BUT unfortunately, the one in the photo was more like a ” Mullet fish” which is quite a common fish in Southeast Asia including Singapore wet market and supermarket. Mullet family has several types (Mugil Spp , Liza Spp and Valamugil spp), so my good guess the one in photo was not a mackerel but a fish from the mullet family.

    Despite that, I truly enjoyed reading your travel journey in Korea, Thank you

    • Pheuron says:

      hi Johan!
      I have minimal knowledge about fish and thank you for kindly pointing out the errors ; D
      If you plan to visit Busan, you may want to check out Jakalchi Fish Market as well. Enjoy your trip!

      • Johan says:

        Hi Pheuron

        Thanks for the kind reply, it is just happen I am a seafood enthusiast, pardon me if I was too detailed in describing the fish, I hope I am not putting any reader to sleep after reading my comments.
        Ah yes, we are planning to go to Busan as well, to visit the Jagalchi fish market.
        Anyway, thank you for posting your experiences in South Korea, it helped me a lot with my itenaries for the end of December Trip.

  • Johan says:

    Hi Pheuron

    We are on our last nite in Seoul, tomorrow we will be going back home. Anyway, I want to thank you for writing your experiences in Korea, certainly made us wanted to return again in the future. Anyway, I want to post “short” deduction on the recent trip to Noryangjin and Jagalchi fish marker in Busan to the lesser extent.

    I must say agree to your recent experiences in Noryangjin market. ” Something ” must be done with the Noryangjin ” Seafood ” Market. I noticed that the way , seafood being sold are being ” structured ” to sell targeted at certain nationality. I looked at the live seafood there from one end to the other end , the species are all the same from the first row to the second row.

    To me , a fish market should not be entirely ” lookalike ” in the species offered although it is understandable that season may affect what are available. For disclosure , I did not check the third row and so forth because I went in the evening, the stall beyond the third row already closed for the day. I did noticed those third row onwards are selling fresh chilled, thawed out seafood, dried or processed ones.

    I have been to one of the seafood market in the neighbouring country ( outside Japan), when it comes to fish market, there should be diversification in species offered. I did not see that in Noryangjin.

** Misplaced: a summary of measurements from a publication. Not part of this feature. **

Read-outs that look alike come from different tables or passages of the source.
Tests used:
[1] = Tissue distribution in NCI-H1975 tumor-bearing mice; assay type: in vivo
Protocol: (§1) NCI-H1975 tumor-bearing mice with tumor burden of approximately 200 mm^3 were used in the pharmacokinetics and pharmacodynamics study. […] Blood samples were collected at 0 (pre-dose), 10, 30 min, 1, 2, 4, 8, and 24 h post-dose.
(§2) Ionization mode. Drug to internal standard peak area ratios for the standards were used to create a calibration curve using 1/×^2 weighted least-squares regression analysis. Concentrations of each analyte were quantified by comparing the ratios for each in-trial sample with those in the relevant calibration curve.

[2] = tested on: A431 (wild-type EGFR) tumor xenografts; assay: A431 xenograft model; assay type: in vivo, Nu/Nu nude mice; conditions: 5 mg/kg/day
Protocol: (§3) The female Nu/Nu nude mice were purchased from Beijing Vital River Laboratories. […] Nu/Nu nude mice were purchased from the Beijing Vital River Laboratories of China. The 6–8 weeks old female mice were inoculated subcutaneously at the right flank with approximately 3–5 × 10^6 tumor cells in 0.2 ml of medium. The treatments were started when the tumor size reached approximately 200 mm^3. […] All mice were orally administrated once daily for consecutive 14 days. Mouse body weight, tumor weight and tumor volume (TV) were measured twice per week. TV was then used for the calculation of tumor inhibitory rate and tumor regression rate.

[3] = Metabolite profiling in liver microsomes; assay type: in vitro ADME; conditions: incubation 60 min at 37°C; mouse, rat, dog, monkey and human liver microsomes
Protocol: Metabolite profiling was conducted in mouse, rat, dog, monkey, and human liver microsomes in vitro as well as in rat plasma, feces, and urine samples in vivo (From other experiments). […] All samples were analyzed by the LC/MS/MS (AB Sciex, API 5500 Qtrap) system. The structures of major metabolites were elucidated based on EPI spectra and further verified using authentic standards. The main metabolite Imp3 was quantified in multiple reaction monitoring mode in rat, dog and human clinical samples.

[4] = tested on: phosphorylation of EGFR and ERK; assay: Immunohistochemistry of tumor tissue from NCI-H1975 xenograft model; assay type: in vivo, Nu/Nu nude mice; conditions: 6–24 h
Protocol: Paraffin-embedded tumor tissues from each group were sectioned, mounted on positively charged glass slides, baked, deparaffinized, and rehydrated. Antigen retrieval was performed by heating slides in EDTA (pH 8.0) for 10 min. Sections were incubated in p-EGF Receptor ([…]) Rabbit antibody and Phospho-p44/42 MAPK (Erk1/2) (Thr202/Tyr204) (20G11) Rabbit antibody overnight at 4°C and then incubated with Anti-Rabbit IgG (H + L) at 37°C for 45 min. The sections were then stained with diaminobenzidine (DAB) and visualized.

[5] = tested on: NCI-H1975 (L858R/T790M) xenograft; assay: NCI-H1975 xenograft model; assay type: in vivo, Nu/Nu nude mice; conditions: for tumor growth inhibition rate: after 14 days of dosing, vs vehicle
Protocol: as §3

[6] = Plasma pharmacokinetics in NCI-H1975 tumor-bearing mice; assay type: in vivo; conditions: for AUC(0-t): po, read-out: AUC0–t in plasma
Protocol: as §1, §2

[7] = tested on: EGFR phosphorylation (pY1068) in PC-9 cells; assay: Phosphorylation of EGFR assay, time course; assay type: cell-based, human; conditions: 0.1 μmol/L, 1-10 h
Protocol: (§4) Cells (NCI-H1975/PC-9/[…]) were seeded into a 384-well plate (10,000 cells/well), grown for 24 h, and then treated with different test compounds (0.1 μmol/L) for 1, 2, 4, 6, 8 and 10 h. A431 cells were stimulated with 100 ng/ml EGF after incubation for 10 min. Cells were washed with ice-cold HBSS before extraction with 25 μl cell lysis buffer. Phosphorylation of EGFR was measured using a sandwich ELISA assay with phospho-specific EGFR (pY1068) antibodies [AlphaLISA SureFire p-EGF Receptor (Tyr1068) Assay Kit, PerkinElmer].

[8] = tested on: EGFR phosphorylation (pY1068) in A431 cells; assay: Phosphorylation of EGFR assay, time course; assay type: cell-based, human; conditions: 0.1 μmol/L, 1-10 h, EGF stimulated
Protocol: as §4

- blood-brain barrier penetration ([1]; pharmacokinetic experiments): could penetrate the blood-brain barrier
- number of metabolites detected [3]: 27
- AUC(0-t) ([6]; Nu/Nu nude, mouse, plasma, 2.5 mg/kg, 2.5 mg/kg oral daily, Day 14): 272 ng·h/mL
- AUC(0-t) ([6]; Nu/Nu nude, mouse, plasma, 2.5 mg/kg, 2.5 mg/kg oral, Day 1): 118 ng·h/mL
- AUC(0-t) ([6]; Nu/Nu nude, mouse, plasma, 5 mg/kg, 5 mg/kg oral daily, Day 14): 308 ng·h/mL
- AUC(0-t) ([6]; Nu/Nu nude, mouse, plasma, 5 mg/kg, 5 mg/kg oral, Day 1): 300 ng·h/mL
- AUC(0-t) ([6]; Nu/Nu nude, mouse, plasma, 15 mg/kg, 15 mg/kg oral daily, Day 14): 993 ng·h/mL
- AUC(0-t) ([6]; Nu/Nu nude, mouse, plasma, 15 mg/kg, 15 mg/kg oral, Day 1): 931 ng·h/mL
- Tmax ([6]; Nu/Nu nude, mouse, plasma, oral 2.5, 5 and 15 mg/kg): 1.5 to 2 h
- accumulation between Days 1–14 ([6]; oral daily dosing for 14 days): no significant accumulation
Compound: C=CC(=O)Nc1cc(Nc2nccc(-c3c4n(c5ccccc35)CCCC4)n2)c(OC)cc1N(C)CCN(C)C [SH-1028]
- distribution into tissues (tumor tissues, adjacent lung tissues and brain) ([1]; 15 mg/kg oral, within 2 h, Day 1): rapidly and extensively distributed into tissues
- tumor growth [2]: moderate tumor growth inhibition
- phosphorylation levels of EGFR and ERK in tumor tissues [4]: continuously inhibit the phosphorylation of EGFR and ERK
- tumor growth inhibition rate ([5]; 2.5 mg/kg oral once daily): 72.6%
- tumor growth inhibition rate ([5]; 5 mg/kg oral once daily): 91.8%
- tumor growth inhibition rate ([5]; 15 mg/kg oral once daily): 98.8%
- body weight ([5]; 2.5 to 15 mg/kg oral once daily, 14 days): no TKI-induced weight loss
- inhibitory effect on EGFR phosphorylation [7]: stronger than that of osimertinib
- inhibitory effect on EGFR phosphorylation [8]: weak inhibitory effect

In a typical stall, I could see the top tier fishes are knifejaw fish or Ishidai, red bream ( madai, sorry no idea the name in Korean) and strangely enough sub-tropical grouper species !, the 2nd tier are Korean black rock fish ( chopi bolrak) , striped mullet ( Song-O) and the 3rd tier are mainly and the majority Korean flounder ( kirum- gajami) and for the winter December , HONGO or Hamachi ( any Japanese Yellow tail / Seriola quinqueradiata size 2.5kg tp 3.5kg) and those above 3.5kg called Buri in Japanese for the same specie.

    I know Korean fisheries caught more varieties than this, not to mention Sub-tropical Groupers are found in the Noryangjin really baffled me (I will check on that later). Perhaps the species presented there were already geared towards certain market. Not to mention, the atmosphere already charged with presence of language translators.

    I did made the purchase with one of the stall, without the presence of translator but though I did not suffer any so called over charging situation there, I felt something did not appear that make Noryangjin as an authentic Fish market, left there feeling unsatisfied. Later in Busan I went to Jagalchi fish market in Busan , I was troubled to see similarities and for disclosure, I did not make an entire tour of Jagalchi due to pressed for time.

    Dont get me wrong, whenever I went , I am glad to make certain contribution to the local economy, but I have to say something missing in the Noryangjin fish market which unfortunately might betray what a fish market should be.

    Today , I went to the Lotte Mart, and I noticed that the seafood products there are just as competitive as the ones in the Noryangjin. Of course, a mart definitely lacked the excitement of going to the market. I purchased Korean hweh products, and what really surprised was that a large flounder hweh at least a kg plus cost KRW 20.000 !!! in lotte Mart. For those who wanted to eat hweh without the hassle of negotiation in the fish market, this was quite a good option. Again , this was my opinion, some might not agree , feel free to visit those fish market.

    Anyway, I enjoyed reading your blog and it did help me in my trip in south Korea…..Thank you for posting your blog on your experiences in South Korea….Have a good and safe travel whereever you are…